(Unrated and R)
MOVIE: ***1/2 (out of 5)
BLU-RAY EXPERIENCE: ***1/2 (out of 5)
BY KEVIN CARR
Call me a sucker, but I like Ryan Reynolds. Sure, the guy hasn’t had much of a hit outside of a few films, and those were either big on home video (like “Van Wilder”) or movies that made money but not because of him (like “X-Men Origins: Wolverine”). I even liked him in “Green Lantern,” for which he took a critical beating.
Partner Reynolds up with a veteran comic actor like Jason Bateman, and you’ve got a great cast. Together, they make “The Change-Up” work, even though not many critics or audience members agree with me on this point.
The story is your basic “Freaky Friday” set-up, where two friends wish for each other’s life. Because they did this while peeing in a magic fountain, ne’er do well ladies man Mitch (Reynolds) switches bodies with family man Dave (Bateman). They then have to deal with the hassles and challenges of each others’ lives while they track down the fountain so they can make the switch back.
“The Change-Up” is a comedy first, even though the film tries to give a tender message near the end. Of course, that’s what’s expected of most films, and I can forgive it here. The key to the film is the chemistry between Reynolds and Bateman, who work off each other but can also be very funny in their own scenes. Working with a secondary cast that includes Olivia Wilde and Leslie Mann, both men show quite a level of versatility.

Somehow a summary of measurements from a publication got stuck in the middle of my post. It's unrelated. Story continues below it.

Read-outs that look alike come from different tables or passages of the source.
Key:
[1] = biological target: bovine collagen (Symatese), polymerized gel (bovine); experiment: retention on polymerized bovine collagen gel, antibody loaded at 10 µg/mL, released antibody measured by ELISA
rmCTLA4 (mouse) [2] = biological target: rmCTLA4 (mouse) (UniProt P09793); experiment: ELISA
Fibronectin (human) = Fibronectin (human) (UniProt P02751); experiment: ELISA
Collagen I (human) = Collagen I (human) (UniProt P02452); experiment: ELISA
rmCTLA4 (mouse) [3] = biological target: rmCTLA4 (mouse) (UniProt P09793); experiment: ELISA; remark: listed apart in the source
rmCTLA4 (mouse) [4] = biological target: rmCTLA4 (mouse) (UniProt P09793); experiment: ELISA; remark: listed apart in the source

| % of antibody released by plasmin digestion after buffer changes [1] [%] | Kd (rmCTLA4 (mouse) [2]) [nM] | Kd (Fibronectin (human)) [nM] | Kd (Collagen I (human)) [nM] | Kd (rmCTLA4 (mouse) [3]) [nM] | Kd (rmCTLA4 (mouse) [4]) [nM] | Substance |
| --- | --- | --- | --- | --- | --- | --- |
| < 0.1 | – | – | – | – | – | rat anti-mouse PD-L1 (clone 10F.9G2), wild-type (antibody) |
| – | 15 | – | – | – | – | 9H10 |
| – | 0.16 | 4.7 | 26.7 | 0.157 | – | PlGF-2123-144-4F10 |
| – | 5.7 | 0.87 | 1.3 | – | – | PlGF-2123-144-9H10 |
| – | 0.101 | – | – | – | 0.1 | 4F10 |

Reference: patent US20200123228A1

At this time of year, in retrospective of 2011, many people point to films like “Bridesmaids” and “Crazy Stupid Love” as the best comedies of the summer, but I contend that “The Change-Up” is funnier. In fact, the only film it doesn’t beat in laughs from summer 2011 is “Horrible Bosses” (which also stars Bateman).
There’s very little redeeming value to “The Change-Up,” but that’s okay. There is an inherent sweetness at times, and the film doesn’t overuse its child actors for a saccharine effect. The movie is heavy on the dirty jokes, from Mitch’s constant swearing to weird fetish moments that will make quite a few people cringe.
In the end, “The Change-Up” made me laugh, and it moved at a decent pace as to not bore me. It’s not a bad rental for anyone looking for a fun movie on a Saturday night.
The Blu-ray comes with the theatrical and the unrated version of the film, which includes about five more minutes. There’s BD-Live and pocketBLU accessibility, as well as a DVD and a Digital Copy disc.
Features include deleted scenes, a gaga reel, feature commentary and some behind-the-scenes featurettes on the production.